How Many People Need to Be Vaccinated to Stem COVID-19?

How Many People Need to Be Vaccinated to Stem COVID-19? surgeon general jerome adams gives a thumbs up while being vaccinated Surgeon General Jerome Adams (Andrew Harnik/AP)

By Lynn Allison | Thursday, 14 January 2021 04:43 PM

Just how many Americans need to be vaccinated before we stop the runaway transmission of COVID-19? That is the $64 million question that experts cannot accurately answer because so many factors are at play.

In December, Dr. Anthony Fauci, the director of the National Institute of Allergy and Infectious Diseases, estimated we need at least 75% to 85% of our citizens vaccinated to achieve herd immunity.

According to Fast Company, that threshold means enough people will be immunized to indirectly protect those who do not get vaccinated. But with record-breaking cases and deaths, experts say we need a more reasonable and achievable target to slow the rate of transmission of COVID-19.

Dr. William Schaffner, an expert in infectious diseases at Vanderbilt University Medical Center, estimates it will require inoculating more than 50% of the population to trigger a downtick of the disease. So far, the Centers for Disease Control and Prevention says about 9 million have received their first dose, representing 2.7% of the country. And we cannot count on achieving herd immunity from those who have had COVID-19 as estimates for that cohort are about 20% to 25% of the U.S. population.

Dr. Keri Althoff, associate professor of epidemiology at the Johns Hopkins School of Public Health, tells Fast Company that when essential workers who are out and about in the community get their shots, we may see a downturn in the number of infections.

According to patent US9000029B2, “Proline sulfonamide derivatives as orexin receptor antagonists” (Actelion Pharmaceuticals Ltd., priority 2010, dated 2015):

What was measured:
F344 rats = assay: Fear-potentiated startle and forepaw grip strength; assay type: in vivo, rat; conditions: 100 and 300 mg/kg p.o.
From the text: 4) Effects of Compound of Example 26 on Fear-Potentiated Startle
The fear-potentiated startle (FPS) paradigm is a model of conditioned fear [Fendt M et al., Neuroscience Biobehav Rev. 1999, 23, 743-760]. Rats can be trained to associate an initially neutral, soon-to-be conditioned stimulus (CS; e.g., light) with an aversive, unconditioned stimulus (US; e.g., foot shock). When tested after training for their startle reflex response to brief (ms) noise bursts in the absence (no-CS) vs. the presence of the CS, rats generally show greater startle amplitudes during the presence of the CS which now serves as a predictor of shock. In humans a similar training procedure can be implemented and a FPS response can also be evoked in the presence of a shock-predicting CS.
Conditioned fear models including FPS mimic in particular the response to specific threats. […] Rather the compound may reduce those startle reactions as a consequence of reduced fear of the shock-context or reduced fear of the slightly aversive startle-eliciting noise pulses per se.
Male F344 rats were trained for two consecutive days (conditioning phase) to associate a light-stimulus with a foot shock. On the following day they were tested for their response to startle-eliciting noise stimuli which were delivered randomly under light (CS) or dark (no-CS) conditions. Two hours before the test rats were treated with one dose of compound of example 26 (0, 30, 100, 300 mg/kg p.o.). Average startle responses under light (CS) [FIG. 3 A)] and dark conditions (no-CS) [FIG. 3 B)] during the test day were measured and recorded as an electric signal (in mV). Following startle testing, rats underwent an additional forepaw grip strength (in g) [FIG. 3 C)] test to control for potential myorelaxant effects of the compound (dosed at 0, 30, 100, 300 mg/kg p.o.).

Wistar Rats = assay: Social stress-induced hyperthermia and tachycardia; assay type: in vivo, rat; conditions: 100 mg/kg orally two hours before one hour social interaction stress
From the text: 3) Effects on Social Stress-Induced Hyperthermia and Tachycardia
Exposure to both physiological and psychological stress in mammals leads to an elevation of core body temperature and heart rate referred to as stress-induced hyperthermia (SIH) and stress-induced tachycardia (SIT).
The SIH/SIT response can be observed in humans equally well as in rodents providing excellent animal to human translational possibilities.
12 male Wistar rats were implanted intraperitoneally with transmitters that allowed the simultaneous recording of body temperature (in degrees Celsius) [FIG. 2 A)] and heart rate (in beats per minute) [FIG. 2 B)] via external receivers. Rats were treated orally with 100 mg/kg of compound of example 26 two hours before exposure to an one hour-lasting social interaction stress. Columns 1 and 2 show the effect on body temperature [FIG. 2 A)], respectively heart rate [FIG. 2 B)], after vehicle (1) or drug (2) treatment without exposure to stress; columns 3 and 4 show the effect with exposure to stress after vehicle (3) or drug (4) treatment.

"Those individuals becoming vaccinated, and building up a higher level of population immunity, will likely have a bigger impact in immunity," she said.

She added, when older people get vaccinated the death rate might also go down, even though the elderly are not likely to spread COVID-19 because they tend to isolate themselves.

"So, it's about who you are vaccinating and when," Althoff said, "as to whether or not you will see specifically deaths go down, as to whether or not you will see specifically infections go down."

Another factor to consider are the new variants being identified that might drastically change the thresholds for herd immunity. A recent British study confirmed what researchers have been telling us about the coronavirus variant that has invaded the U.K. and now the U.S. The study found the variant is so contagious that drastic measures might have to be implemented to contain the spread of disease.

According to The New York Times, Dr. Nicholas Davies, a prominent epidemiologist who led the study, said the mutation is approximately 50% more transmissible than the original virus. Other studies have shown one of the reasons the new variant is so virulent is it infects human cells more easily than the original, according to NPR.

"The more contagious the variant, the higher proportion of the population you have to vaccinate in order to reduce transmission," said Schaffner. Experts say, while vaccinations are a critical part of containing the virus, we still need a multifaceted public health strategy that includes wearing masks, social distancing, and washing hands, says Fast Company.

"Those are not things we throw by the wayside at all right now," Althoff said. "Vaccination is a tool we're adding to our toolbox."